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learning types of woods

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Forum topic by Gary Land posted 07-21-2009 08:52 PM 976 views 0 times favorited 11 replies Add to Favorites Watch
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Gary Land

3 posts in 2698 days


07-21-2009 08:52 PM

Hello all, I am reletively new to woodworking and wated to know the best way to learnthe various types of woods. there is so much out there any help would be appreciated

-- Gary Land Motor City Scrollers


11 replies so far

View LesB's profile

LesB

1237 posts in 2909 days


#1 posted 07-21-2009 09:02 PM

One good way is to decide what it is you want to build then post the question of what wood to use on this forum. Or choose a wood and ask what everyone thinks. Another way is if you have a good hardwood store near you just go in and check out what they have and ask the salesman about them and their uses, shortcomings and strengths. Often you will find the price can dictate what you use.

I just Googled, “types of wood” and came up with pages of web sites to read from.

-- Les B, Oregon

View SnowyRiver's profile

SnowyRiver

51452 posts in 2946 days


#2 posted 07-21-2009 09:22 PM

I think the best way to learn what different woods look like is to actually look at different woods regularly. This may involve going to a hardwood lumber company, Rockler, Woodcraft, etc., and walking through their stock and get a visual of what the woods look like. I had tried to read books, look at pamphlets etc, but nothing seemed to work better than just doing my studying at a lumber company.

It also helps to build something with various lumbers and then you tend to remember its characteristics.

I have a really gross joke that would fit perfectly here, but I better not… :-)

-- Wayne - Plymouth MN

View PurpLev's profile

PurpLev

8523 posts in 3114 days


#3 posted 07-21-2009 09:27 PM

Welcome to Lumberjocks!

I think googling might be overwhelming…

instead, what I found to be of most value is what Wayne suggests – go to a lumber yard, and walk around – see, touch, smell, feel the types of lumber they have there.. this will give you so much more understanding than google in this case.

feel the weight differences, texture differences, and hardness of the different species available…

then , choose one, and try to work a project with it… this will teach you the working characteristic of that wood… then choose another for the next project… this will teach you the differences of working with different types of lumber, and might help you understand what to look for, for each particular project.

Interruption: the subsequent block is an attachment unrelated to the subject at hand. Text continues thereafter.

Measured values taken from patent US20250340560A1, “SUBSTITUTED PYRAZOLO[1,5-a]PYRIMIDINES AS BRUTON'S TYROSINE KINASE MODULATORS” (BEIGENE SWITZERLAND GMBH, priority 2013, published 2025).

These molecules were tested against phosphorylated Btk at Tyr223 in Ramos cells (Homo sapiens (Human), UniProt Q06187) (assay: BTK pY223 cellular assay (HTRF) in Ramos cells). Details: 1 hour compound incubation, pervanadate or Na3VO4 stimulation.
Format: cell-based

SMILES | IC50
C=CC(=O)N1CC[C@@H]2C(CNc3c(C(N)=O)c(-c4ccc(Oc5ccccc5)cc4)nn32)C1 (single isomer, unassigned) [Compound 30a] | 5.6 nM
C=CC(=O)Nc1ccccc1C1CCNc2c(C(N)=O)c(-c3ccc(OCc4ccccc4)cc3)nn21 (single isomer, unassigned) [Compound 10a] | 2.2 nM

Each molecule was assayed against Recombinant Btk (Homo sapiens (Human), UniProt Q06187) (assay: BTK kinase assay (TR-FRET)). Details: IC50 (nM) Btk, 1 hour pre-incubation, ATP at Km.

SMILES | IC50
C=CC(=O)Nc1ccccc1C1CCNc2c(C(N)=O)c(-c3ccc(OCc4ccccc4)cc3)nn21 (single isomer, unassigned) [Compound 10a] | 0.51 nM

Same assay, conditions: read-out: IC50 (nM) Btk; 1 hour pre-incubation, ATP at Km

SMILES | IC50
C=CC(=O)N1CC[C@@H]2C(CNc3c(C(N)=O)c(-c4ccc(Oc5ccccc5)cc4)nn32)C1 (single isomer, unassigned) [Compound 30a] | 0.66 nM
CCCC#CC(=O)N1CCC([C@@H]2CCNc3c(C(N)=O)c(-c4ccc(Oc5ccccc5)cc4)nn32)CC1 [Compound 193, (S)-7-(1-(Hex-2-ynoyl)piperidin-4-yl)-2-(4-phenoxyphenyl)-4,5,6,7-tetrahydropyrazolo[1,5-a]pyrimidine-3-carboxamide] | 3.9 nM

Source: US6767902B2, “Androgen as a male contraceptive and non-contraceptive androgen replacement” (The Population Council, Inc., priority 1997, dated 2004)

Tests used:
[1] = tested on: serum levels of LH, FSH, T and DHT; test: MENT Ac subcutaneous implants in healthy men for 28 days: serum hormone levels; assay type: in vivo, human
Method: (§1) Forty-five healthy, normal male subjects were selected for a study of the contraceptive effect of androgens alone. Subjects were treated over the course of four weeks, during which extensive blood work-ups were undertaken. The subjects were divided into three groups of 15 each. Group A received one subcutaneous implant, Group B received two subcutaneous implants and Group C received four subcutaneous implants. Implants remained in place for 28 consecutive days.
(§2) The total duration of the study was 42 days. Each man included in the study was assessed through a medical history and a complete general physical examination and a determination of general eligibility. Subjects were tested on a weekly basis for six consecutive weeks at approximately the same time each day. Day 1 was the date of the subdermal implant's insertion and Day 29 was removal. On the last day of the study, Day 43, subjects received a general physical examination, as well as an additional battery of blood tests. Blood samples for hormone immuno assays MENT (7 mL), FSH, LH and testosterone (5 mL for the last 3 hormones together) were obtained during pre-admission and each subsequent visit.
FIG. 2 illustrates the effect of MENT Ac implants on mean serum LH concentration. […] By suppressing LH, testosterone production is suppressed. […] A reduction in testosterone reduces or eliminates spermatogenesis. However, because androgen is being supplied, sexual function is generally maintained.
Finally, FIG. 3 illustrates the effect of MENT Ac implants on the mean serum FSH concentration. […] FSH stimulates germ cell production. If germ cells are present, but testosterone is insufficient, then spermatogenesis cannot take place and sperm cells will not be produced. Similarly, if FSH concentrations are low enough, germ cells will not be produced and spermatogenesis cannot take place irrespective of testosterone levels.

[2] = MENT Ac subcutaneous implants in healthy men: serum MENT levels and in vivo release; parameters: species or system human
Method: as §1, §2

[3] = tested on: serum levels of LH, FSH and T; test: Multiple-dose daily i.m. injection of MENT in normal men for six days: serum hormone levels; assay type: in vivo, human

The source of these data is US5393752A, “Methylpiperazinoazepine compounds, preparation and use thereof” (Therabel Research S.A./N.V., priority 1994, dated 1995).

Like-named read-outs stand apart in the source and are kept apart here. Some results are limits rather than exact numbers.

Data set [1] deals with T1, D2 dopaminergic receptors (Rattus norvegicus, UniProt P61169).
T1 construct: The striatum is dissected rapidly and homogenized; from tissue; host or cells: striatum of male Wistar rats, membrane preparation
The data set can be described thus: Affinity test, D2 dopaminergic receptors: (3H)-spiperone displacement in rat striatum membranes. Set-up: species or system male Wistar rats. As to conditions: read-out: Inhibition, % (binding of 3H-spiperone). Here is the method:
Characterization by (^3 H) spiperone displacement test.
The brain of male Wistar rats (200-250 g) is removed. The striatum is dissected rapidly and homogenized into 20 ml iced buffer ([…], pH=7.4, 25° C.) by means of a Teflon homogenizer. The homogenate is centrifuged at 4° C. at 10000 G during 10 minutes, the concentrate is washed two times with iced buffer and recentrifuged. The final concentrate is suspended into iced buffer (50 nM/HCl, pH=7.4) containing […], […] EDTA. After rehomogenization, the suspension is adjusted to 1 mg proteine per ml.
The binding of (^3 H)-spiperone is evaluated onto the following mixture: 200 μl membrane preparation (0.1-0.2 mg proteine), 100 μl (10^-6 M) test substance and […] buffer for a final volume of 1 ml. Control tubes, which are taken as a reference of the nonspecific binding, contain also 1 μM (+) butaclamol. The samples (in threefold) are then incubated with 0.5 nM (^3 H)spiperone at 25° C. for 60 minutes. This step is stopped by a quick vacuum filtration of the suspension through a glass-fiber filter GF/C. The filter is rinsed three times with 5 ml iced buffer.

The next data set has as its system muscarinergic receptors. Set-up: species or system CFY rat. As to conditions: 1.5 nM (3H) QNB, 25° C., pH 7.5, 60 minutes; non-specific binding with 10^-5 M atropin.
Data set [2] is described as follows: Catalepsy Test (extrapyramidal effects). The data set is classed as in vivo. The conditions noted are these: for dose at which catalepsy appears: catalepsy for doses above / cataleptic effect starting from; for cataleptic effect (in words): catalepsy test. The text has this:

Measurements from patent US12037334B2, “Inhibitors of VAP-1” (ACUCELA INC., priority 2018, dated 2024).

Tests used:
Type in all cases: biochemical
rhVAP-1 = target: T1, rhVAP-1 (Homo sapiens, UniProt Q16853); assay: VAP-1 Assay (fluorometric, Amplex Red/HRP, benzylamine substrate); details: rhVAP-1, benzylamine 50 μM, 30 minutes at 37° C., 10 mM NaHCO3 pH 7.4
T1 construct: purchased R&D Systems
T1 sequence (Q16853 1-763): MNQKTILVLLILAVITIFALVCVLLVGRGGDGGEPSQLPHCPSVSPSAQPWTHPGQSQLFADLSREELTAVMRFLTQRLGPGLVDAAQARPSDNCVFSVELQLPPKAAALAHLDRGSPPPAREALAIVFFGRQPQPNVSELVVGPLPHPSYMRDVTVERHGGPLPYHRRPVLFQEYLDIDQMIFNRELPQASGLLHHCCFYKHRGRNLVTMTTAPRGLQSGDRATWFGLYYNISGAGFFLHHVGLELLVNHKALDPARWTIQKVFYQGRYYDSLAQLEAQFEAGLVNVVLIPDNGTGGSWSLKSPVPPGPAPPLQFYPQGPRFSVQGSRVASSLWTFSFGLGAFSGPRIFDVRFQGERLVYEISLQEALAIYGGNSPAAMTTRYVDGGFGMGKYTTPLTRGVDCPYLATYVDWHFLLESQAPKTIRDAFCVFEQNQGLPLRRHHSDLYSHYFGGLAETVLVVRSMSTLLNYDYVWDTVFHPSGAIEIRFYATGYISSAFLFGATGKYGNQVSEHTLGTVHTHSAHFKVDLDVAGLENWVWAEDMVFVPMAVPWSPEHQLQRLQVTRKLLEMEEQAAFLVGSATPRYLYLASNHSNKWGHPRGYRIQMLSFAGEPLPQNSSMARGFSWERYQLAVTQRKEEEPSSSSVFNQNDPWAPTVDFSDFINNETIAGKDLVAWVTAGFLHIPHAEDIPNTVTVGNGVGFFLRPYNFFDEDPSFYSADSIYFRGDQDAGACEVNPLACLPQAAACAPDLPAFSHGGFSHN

-- ㊍ When in doubt - There is no doubt - Go the safer route.

View Kent Shepherd's profile

Kent Shepherd

2718 posts in 2752 days


#4 posted 07-21-2009 10:24 PM

Check this out . I bought something similar years ago, and have found it to be a great resource, if you’re willing to spend the money

http://www.woodcraft.com/product.aspx?ProductID=15W12&FamilyID=3323

There is also a very good book I have too. It’s at home so I’ll have to get you that info later.

-- http://shepherdtoolandsupply.com/

View mtkate's profile

mtkate

2049 posts in 2791 days


#5 posted 07-22-2009 12:09 AM

Keep checking out the projects here and ask “what kind of wood is that” if I don’t beat you to it. I have picked up tons of info in a short while and recently bought some wood I never thought I would buy… Or even heard of!

The knowledge tidbits are precious. In a very recent post I saw one LJ say how he hates to work with red oak because it splinters. Another said he loves it because it makes great straight edges. Lots of info to synthesize and test.

View Don K.'s profile

Don K.

1075 posts in 2792 days


#6 posted 07-22-2009 12:56 AM

While there is no substitute for actually holding/seeing and feeling the real thing…here is a web site that shows pics of several different types of exotics.

http://www.hobbithouseinc.com/personal/woodpics/index.htm#letterA

Some already have pictures…others just click on the name and the pic will show up. The ones that already have pics…still click on them and it will show different parts of the wood, end grain, burl…stained, not stained etc etc etc.

-- Don S.E. OK

View juniorjock's profile

juniorjock

1930 posts in 3231 days


#7 posted 07-22-2009 02:31 AM

Good one Don.

View a1Jim's profile

a1Jim

115202 posts in 3043 days


#8 posted 07-22-2009 02:36 AM

I agree with all of the above

-- http://artisticwoodstudio.com Custom furniture

View TopamaxSurvivor's profile

TopamaxSurvivor

17672 posts in 3142 days


#9 posted 07-22-2009 06:08 AM

I say what Jim says:-)) I’d start with the basic ones available to you locally and work up from there. Looking at pics on the web isn’t anything like feeling the real deal.

-- Bob in WW ~ "some old things are lovely, warm still with life ... of the forgotten men who made them." - D.H. Lawrence

View Don K.'s profile

Don K.

1075 posts in 2792 days


#10 posted 07-22-2009 07:46 AM

Thanks JJ…...I said that link only shows exotics…it actually shows just about any wood you can think of…from A to Z

-- Don S.E. OK

View dustbunny's profile

dustbunny

1149 posts in 2761 days


#11 posted 07-22-2009 11:37 AM

This is the wood reference I use. It has nice descriptions and specific gravity of exotics, and if you wish you can order from them.

http://www.bellforestproducts.com/exotic-wood/

Lisa

-- Imagination rules the world. ~ Napoleon Bonaparte ~ http://quiltedwood.com

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